Florida Child Protection News for January 2017

Florida Child Protection News is gathered for KARA by Dr. Denise R. Womer, Ph.D., a former law enforcement officer for 17 years and former DCF Investigator for the State of Florida. Dr. Womer has taught in higher education for 14 years and currently is a Professor for Kaplan University teaching in the School of Social and Behavior Sciences.

In Florida, fourteen news articles reviewed revealed infants and children suffered either abuse, neglect, or death from parents and or their caretakers. These parents or caretakers were discovered in some cases to be under the influence of drugs or alcohol, engaged in some form of domestic violence, left an infant or children unsupervised or intentionally physically assaulted the victim. This is only part of the story in Florida.

A Florida Law Professor at the University of Florida of Florida Levin College of Law who helps run the school’s Center for Children and Families was arrested Tuesday and charged with child abuse. Joseph Steven Jackson, 59, of Gainesville, tried to punch the child, a girl in her early teens, in the face during an argument, but the girl backed away as he swung, the arrest report says. The strike was a glancing blow, and the victim was not injured.

Also, results of a federal study examined the Florida Department of Children and Families foster care cases services released findings of foster care services. The agency found between April to September 2016 more than half of the children removed in 80 cases were placed in foster homes were without services and without following all safety plans. Florida in 2005, contracted out services to 17 different private service providers. The agency has 90 days to correct the deficiencies. The agency has already called all service providers around the table to find ways to rectify the issues in the federal review.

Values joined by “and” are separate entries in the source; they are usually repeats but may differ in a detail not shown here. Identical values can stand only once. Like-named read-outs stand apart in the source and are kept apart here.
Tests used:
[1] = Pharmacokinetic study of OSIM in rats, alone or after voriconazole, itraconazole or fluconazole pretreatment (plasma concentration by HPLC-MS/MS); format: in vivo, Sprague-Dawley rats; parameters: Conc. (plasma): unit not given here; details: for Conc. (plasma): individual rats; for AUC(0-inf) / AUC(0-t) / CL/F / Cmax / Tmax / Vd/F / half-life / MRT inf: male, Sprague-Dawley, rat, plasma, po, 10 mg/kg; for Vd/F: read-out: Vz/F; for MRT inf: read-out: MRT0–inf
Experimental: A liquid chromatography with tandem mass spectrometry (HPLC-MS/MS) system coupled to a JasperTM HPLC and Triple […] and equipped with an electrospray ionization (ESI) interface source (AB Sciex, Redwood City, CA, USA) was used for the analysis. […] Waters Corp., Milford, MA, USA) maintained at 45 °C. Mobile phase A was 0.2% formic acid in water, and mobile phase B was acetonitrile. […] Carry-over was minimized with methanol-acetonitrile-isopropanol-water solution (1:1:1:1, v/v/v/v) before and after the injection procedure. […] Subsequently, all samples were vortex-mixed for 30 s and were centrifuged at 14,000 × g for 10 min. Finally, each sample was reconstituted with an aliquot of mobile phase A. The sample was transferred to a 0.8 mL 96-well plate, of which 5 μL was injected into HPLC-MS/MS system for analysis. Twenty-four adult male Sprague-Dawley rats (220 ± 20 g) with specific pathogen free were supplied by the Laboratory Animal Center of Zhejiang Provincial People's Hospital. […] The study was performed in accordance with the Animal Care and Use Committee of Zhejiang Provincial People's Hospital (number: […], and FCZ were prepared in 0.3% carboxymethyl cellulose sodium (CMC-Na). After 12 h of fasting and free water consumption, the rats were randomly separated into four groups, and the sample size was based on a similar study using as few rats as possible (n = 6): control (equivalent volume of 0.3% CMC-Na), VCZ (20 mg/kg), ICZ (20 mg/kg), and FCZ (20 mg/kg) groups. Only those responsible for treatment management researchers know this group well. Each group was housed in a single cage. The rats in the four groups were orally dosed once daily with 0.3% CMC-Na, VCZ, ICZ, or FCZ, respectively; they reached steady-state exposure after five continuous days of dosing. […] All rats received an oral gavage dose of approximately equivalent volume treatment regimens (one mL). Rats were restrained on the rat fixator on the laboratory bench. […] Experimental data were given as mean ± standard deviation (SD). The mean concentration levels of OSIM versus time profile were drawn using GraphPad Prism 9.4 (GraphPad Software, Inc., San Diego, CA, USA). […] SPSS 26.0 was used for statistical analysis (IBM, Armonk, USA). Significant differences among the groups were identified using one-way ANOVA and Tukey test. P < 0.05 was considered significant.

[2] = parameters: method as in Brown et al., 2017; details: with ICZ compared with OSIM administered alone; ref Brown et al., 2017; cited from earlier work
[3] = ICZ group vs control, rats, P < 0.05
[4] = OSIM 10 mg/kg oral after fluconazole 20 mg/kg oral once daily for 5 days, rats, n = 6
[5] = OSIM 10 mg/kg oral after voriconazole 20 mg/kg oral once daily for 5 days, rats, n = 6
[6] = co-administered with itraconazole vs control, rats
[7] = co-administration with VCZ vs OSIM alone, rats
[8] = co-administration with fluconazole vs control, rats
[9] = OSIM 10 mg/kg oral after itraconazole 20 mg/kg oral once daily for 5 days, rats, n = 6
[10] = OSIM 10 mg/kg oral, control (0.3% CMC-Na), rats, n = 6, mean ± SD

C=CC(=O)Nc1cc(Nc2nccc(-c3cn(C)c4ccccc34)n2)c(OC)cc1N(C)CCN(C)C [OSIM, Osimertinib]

Next, the Florida Department Children and Families (DCF) also receives calls of human trafficking of children. A 54% increase from the previous year showed a total of 1,892 reports. The increase per DCF was due to increased training and screening tools developed between DCF, the Florida Department of Juvenile Justice and the Attorney General. DCF tracks human trafficking by three primary categories: sexual exploitation by a non-caregiver, such as an adult entertainment club or escort service; sexual exploitation by a parent, guardian, or caregiver; and labor trafficking per the Associated Press.

The Florida Department of Children and Families state website reports all child fatalities within the state. Causes of deaths are still under investigation. What was not found in the news throughout the state indicated 23 children have died due to abuse and neglect.



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